By replicating the stress conditions at various depths in the geothermal reservoir, we assess and compare the compaction response of surficial and subsurface hyaloclastites during compression. Compaction may be associated with multiple phenomena (Figure 9): from an increase in effective pressure which can be caused by either local increases in external applied stress (e.g., due to burial from subsequent deposits and lava emplacement or from magma intrusion) or local decreases in pore pressure (e.g., if fluids are drained, excessively extracted, or if the fluid density fluctuates). During simulated burial, the surface hyaloclastite transitions from elastic to inelastic compaction at an effective pressure of 22 MPa (i.e., ; Figure 2), corresponding to a depth of 1.3 km, assuming that the top part of the reservoir is made of layers of basalt and hyaloclastite with a nominal rock density of and a fluid density of (after [68]). Thus, it is likely that some hyaloclastites in the geothermal system at Krafla (logged at depths of at least 1362 m in IDDP-1; [36]) have undergone inelastic compaction at pressures exceeding due to burial. Moreover, vapour-rich hot zones within the reservoir may drop fluid density to below [69], causing locally higher effective pressures that could push the hyaloclastite to . Finally, dykes and sills are abundant throughout the stratigraphy which may have increased local stresses beyond . At higher pressures, i.e., beyond , the rock compacts, which causes the resultant yield curve of the material to widen, pushing the apparent to higher effective pressures without substantially increasing the strength (Figure 7(a)), resulting in a lower ratio (Figure 7(b)).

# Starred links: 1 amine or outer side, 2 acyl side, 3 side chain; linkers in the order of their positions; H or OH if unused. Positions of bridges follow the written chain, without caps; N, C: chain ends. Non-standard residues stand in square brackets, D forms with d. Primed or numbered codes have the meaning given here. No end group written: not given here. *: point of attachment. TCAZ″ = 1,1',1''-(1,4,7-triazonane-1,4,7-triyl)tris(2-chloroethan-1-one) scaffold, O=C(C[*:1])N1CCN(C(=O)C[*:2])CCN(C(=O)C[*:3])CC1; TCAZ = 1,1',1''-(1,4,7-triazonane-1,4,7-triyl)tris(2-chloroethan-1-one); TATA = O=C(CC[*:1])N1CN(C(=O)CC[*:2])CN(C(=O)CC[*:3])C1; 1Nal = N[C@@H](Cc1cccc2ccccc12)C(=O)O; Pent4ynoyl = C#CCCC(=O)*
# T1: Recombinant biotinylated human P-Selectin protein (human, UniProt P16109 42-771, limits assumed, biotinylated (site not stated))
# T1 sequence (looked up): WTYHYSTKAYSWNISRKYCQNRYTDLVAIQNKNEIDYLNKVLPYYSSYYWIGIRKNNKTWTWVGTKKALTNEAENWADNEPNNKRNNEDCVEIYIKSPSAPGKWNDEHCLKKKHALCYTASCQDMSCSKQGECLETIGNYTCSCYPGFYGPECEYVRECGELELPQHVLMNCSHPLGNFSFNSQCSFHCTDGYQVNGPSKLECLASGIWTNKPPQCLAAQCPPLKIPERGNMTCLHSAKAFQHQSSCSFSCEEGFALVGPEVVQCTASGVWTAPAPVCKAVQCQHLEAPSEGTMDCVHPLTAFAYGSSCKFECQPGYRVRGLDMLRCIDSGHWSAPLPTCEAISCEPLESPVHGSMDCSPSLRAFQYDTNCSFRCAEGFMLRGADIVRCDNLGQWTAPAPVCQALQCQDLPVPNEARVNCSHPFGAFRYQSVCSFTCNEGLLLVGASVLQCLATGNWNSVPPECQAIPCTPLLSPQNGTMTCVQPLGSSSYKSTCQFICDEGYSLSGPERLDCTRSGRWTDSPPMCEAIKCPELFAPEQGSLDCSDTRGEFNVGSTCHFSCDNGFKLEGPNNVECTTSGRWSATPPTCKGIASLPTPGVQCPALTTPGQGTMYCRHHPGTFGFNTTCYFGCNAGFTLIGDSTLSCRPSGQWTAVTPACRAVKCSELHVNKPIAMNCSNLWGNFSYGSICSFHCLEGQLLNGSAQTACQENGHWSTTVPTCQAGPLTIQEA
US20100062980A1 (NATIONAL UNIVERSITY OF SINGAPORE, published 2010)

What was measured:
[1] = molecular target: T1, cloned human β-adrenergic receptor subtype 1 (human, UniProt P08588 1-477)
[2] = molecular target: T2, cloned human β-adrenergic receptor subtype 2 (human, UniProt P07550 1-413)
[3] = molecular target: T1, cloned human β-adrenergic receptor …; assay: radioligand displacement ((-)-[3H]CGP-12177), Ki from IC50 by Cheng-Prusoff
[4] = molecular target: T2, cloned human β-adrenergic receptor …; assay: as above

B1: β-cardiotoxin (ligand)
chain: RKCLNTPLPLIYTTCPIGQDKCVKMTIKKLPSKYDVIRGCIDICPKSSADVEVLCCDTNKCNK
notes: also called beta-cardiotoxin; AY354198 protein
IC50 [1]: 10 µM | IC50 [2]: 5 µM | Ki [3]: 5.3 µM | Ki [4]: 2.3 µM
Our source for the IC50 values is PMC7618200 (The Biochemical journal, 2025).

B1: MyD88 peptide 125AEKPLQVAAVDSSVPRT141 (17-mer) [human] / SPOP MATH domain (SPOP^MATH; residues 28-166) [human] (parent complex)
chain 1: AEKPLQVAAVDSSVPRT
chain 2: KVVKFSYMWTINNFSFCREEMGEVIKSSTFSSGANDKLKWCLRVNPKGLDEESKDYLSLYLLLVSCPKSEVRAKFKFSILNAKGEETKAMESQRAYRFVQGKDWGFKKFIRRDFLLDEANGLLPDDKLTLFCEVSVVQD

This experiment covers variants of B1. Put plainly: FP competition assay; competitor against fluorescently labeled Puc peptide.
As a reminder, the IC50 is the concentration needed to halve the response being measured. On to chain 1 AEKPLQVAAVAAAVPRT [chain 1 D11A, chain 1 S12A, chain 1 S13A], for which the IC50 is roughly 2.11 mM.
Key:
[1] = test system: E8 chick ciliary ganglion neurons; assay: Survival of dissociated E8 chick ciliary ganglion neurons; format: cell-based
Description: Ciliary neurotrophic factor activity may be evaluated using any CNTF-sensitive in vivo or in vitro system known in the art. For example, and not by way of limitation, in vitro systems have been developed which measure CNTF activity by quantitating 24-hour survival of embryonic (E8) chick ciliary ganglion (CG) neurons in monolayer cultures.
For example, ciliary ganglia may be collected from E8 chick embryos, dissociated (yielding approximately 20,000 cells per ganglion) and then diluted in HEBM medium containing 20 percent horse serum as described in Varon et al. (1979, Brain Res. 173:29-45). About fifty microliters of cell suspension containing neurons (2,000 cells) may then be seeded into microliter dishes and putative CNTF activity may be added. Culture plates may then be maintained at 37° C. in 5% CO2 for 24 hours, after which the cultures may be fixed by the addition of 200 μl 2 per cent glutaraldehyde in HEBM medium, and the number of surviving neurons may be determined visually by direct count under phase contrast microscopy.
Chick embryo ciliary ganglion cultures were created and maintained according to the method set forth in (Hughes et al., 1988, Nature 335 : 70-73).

The samples retrieved from depth display much lower permeability (Figure 8(a)), as anticipated by the reduction in pore volume. The porosity and permeability reduction during loading (increasing effective pressure) is more significant for the more porous, permeable samples from the surface and from 70 m depth (Figure 6), suggesting that initial confinement has the most significant impact on the ability for fluid flow through the materials, as has been noted in other porous, permeable rocks [27, 70]. The samples also show increasing compressive strength and Young’s modulus with burial depth (Table 3, Figures 8(b) and 8(c)) and have a greater strength at a given effective pressure (Figure 7(c)). The subsurface samples have higher magnitude yield curves, with the brittle to ductile transition (critical ) occurring at significantly higher pressures than the surface samples. Using the aforementioned rock density of and fluid density of (after [68]), the overburden would be ~1.2 MPa for the 70 m deep sample, ~9.5 MPa for the 556 m sample, and ~12.5 MPa for the 732 m sample, which places them in the brittle regime at reservoir conditions (Figure 7(c)). Thus, if high differential stresses were to accumulate, they would cause dilatant rupture. The reservoir is located in a divergent, extensional tectonic setting impacted by recurring volcanic activity (e.g., [71, 72]), with a highly varied stress field [73]; as such, brittle failure is not unlikely and would locally enhance fluid circulation (e.g., [7, 27, 74]) within the reservoir.